Kirin has been active here for a while in its non-alcoholic beverage business, and over the last two to three years or so it stepped up its efforts by acquiring Kyowa Hakko Bio for $1.2 billion to accelerate wellness product development and then acquiring a one-third stake in Japanese cosmetics and supplement company Fancl for another $1.2 billion.
Kirin management has made the case that there are significant benefits to be gained from working closely with Fancl in product development and distribution, and Fancl does have both online and company-owned stories that offer some new go-to-market options for Kirin. On the product development side, the two companies are just now launching their first co-developed products – Hyo Rei Calolimit, a non-alcoholic chuhai drink (chuhai is kinda/sorta like hard seltzer), and Base, a flavored water product with HTC collagen and rose bud extract.
While I have my doubts about some of Kirin’s expansion activities outside of beer, I also acknowledge that management has very few options if they want to continue generating revenue growth. Although I personally don’t see a lot of utility in these supposed “wellness” products, the reality is that a lot of consumers do see value in them, and it is an opportunity for Kirin to leverage a responsive customer-driven product development process that has worked well in the brewing business.
One ongoing potential opportunity is further consolidation of Kyowa Kirin – a biopharmaceutical company in which Kirin owns more than 50%. Kyowa Kirin has a fairly strong foundation in areas like kidney disease and oncology, as well as a growing antibody/biosimilar business. Kyowa Kirin has made growth in the EU and U.S. a priority in the coming years; a worthwhile goal, but one that relatively few Japanese pharmaceuticals have managed to achieve. I would also note that Kyowa Kirin is only slightly smaller than Kirin itself in terms of market cap, so that may well limit what Kirin can do in terms of further consolidation.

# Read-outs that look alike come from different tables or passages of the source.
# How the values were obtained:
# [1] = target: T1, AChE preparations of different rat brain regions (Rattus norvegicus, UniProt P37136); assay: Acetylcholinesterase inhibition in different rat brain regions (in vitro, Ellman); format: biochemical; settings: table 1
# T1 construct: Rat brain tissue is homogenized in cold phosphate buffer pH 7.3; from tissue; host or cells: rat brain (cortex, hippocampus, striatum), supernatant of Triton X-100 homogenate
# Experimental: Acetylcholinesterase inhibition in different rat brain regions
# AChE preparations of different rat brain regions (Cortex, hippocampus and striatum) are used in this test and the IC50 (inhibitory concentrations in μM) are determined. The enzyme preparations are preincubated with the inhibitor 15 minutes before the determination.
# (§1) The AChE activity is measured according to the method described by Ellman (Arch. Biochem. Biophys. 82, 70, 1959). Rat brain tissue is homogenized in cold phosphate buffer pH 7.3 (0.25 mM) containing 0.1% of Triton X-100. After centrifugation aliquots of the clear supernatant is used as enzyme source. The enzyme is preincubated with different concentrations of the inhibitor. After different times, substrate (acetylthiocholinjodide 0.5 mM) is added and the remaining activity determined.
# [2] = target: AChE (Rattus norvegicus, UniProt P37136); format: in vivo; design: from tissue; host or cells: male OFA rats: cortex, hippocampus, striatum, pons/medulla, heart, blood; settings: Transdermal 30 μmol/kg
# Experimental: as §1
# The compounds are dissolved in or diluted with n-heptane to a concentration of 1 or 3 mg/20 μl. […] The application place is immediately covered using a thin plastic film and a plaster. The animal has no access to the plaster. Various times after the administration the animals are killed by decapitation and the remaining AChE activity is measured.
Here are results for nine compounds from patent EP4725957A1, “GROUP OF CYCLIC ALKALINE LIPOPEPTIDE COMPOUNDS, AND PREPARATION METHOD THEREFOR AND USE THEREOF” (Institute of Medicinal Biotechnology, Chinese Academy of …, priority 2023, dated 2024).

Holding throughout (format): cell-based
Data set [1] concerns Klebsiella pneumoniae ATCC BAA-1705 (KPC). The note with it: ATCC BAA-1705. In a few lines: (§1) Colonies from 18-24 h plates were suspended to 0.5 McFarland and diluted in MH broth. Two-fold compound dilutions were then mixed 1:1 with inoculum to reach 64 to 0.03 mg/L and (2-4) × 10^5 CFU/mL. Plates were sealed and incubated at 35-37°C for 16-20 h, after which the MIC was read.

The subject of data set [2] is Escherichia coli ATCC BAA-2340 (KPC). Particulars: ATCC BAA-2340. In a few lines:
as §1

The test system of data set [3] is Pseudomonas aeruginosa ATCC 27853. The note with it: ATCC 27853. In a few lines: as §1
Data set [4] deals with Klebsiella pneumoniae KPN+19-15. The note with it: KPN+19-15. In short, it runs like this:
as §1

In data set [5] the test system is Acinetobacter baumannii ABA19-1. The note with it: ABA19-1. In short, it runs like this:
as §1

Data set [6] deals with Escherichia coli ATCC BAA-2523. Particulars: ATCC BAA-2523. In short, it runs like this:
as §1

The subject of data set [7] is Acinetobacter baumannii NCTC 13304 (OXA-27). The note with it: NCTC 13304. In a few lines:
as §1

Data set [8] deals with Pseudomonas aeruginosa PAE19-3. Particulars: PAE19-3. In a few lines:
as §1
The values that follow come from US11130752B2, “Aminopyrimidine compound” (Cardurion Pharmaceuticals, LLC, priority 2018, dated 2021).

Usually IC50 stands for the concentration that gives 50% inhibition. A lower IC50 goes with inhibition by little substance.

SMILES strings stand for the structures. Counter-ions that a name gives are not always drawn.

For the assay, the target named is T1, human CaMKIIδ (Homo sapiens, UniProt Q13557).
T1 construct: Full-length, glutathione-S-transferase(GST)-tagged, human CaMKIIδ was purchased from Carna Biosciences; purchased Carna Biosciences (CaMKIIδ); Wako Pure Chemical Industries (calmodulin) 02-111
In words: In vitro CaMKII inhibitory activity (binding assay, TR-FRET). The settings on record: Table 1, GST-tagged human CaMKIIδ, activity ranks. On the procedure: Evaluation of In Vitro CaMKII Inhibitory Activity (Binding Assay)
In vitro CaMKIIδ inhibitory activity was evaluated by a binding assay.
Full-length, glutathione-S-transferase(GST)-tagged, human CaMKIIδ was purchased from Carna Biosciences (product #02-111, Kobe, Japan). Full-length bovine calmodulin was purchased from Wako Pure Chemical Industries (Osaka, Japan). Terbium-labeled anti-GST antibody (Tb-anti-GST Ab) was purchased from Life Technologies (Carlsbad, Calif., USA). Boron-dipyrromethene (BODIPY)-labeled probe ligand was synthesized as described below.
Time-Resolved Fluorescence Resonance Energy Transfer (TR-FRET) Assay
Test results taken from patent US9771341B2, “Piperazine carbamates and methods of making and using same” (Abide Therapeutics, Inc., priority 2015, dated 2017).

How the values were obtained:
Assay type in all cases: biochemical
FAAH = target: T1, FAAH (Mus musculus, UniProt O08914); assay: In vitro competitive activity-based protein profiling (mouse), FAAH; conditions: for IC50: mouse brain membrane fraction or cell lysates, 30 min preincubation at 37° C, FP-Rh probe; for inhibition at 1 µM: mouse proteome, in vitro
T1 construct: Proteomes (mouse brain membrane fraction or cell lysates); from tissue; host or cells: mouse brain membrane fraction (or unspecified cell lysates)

I’m not expecting a lot of growth from Kirin’s brewing business, as the Japanese market just doesn’t have that much growth to give and the ex-Japan businesses are still too small to move the needle all that much. It’s a good business, just not a growth business. The wellness/nutritional category, though, does offer more growth potential, as does Kirin’s share of Kyowa Kirin. All told, I expect Kirin to generate around 2% to 3% long-term revenue growth, and there could be upside to that if the company can really leverage opportunities in wellness (both internally and with Fancl).
On the margin side, the pharma/bio operations offer strong margins, and I expect to see the domestic beverage business improve over time with more functional/wellness product offerings. All told, I believe FCF margins can move into the mid-to-high single-digits, driving high single-digit FCF growth.
The Bottom Line
Perhaps the biggest issue with Kirin today is that analysts and institutions don’t really buy into the transformation story. Kirin gets high marks for its move to improve its brewing operations, but there don’t seem to be many believers that the move into nutritional/wellness products will be all that successful. I certainly have my own doubts, but the valuation isn’t demanding a big leap of faith, and I do see value in the Kyowa Kirin stake. This could be the sort of investment idea that ends up being an “off the radar” success with steady, but not dramatic, re-rating as the company delivers, but investors should appreciate the risk that market skepticism will last a while longer, not to mention the risk that this pivot towards wellness just doesn’t work as hoped.